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**New Theories / Split: What is my explanation for the differential age of the twin?**

« **on:**28/10/2023 20:31:00 »

[Mod edit: Topic split from https://www.thenakedscientists.com/forum/index.php?topic=86033

Please do not post personal relativity conjecture in the main sections of the forum]

The Twin "Paradox" is very simple to analyze. Here is how to do it:

The home twin is older that the traveling twin at their reunion. The home twin (she) is ALWAYS inertial, so she can immediately compute the traveling twin's (his) current age from the time dilation equation (TDE): she says his current age is equal to her current age, divided by gamma:

gamma = 1 / { sqrt [ 1 - ( v * v ) ] } .

For example, for v = +-0.866 ly/y, gamma = 2.0 .

So SHE says that, during his entire trip, he is always ageing half as fast as she is. So, in the case where he ages by 20 years on each of the two legs of his trip, she says that he is 40 at their reunion, and she is 80. And everyone must agree with that.

But how does HE describe their ages DURING the trip? He obviously has to agree with her about their respective ages at the reunion (because they are standing together right there, motionless, looking at each other). But what does HE say about their two ages at other times during his trip? Everyone DOES agree that he is 20 years old during his turnaround. But what does HE say about her age immediately BEFORE and immediately AFTER his turnaround?

He can also use the time dilation equation (TDE) immediately before his turnaround. From that, he concludes that, since he is 20 years old then, she is 10 years old then.

He also knows that, since he ages 20 years during his return trip, she must age 10 years during his return trip. So, if that were all that happens to her age during his trip (according to him), she would only be 20 years old at their reunion, when he is 40 years old. But she's NOT 20 years old then ... he can see with his own eyes that she is 80 years old then. Somewhere during his trip, she HAD to age an additional 60 years, according to him. WHERE did that extra ageing by her, according to him, occur? There is only one possible place it could have occurred: it HAD to have occurred during his instantaneous turnaround, because during ALL the rest of his trip, he knows she was ageing only half as fast as he was.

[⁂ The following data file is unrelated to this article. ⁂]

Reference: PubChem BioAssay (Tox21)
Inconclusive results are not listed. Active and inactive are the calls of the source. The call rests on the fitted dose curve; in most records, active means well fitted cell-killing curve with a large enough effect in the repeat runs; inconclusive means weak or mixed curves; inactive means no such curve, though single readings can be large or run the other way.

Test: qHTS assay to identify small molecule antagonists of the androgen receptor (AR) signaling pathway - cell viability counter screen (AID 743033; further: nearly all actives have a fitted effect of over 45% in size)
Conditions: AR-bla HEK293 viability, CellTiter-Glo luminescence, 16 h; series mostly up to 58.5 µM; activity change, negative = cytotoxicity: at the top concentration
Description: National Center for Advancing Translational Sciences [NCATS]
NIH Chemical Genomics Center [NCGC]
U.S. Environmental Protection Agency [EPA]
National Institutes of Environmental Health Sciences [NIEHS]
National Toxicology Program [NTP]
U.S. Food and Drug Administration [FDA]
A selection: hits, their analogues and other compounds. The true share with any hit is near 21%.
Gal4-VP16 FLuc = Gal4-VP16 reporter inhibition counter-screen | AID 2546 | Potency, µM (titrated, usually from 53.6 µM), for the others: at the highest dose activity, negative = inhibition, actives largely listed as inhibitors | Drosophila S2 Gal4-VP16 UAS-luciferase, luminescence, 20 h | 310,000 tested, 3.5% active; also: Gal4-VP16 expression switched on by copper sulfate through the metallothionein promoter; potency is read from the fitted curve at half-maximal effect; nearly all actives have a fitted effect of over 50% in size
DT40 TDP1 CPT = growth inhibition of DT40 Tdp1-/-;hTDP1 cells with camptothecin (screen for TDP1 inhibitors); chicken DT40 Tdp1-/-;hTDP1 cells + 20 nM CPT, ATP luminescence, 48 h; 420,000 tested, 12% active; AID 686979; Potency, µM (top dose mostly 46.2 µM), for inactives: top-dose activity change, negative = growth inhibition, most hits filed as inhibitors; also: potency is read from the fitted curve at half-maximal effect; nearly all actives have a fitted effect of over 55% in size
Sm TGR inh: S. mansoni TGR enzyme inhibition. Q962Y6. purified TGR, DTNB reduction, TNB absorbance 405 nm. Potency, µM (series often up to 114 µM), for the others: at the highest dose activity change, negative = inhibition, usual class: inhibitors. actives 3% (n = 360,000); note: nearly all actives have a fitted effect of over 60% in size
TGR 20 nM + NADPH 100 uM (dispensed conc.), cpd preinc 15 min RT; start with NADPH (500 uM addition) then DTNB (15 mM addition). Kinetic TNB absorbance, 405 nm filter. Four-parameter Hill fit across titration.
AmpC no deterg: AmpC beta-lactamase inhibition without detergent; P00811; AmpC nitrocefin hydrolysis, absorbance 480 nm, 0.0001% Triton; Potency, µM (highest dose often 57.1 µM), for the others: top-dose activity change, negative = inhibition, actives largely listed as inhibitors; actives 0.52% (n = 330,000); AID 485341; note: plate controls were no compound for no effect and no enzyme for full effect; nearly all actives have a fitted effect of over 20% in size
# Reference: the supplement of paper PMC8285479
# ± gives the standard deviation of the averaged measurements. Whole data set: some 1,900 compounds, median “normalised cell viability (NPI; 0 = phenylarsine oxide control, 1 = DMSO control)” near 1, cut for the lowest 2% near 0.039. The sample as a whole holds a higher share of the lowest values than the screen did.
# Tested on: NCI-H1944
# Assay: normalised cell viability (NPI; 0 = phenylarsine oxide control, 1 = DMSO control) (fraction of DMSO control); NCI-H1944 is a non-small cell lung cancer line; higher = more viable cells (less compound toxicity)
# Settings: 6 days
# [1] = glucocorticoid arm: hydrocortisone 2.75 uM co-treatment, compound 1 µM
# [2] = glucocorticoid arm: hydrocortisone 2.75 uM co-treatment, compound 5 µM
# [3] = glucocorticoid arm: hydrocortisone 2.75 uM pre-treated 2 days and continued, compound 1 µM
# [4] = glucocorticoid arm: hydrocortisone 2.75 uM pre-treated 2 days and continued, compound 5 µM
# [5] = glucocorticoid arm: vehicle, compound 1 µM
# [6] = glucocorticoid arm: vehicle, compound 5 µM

For this simplest scenario, that's all you need to know to solve "the paradox". More complicated scenarios require that you know how to COMPUTE her instantaneous age-changing (according to him). There is a simple equation that allows you to do that (and also a graphical technique that you can use to do it), but neither of those is needed for this simplest scenario.

Please do not post personal relativity conjecture in the main sections of the forum]

The Twin "Paradox" is very simple to analyze. Here is how to do it:

The home twin is older that the traveling twin at their reunion. The home twin (she) is ALWAYS inertial, so she can immediately compute the traveling twin's (his) current age from the time dilation equation (TDE): she says his current age is equal to her current age, divided by gamma:

gamma = 1 / { sqrt [ 1 - ( v * v ) ] } .

For example, for v = +-0.866 ly/y, gamma = 2.0 .

So SHE says that, during his entire trip, he is always ageing half as fast as she is. So, in the case where he ages by 20 years on each of the two legs of his trip, she says that he is 40 at their reunion, and she is 80. And everyone must agree with that.

But how does HE describe their ages DURING the trip? He obviously has to agree with her about their respective ages at the reunion (because they are standing together right there, motionless, looking at each other). But what does HE say about their two ages at other times during his trip? Everyone DOES agree that he is 20 years old during his turnaround. But what does HE say about her age immediately BEFORE and immediately AFTER his turnaround?

He can also use the time dilation equation (TDE) immediately before his turnaround. From that, he concludes that, since he is 20 years old then, she is 10 years old then.

He also knows that, since he ages 20 years during his return trip, she must age 10 years during his return trip. So, if that were all that happens to her age during his trip (according to him), she would only be 20 years old at their reunion, when he is 40 years old. But she's NOT 20 years old then ... he can see with his own eyes that she is 80 years old then. Somewhere during his trip, she HAD to age an additional 60 years, according to him. WHERE did that extra ageing by her, according to him, occur? There is only one possible place it could have occurred: it HAD to have occurred during his instantaneous turnaround, because during ALL the rest of his trip, he knows she was ageing only half as fast as he was.

For this simplest scenario, that's all you need to know to solve "the paradox". More complicated scenarios require that you know how to COMPUTE her instantaneous age-changing (according to him). There is a simple equation that allows you to do that (and also a graphical technique that you can use to do it), but neither of those is needed for this simplest scenario.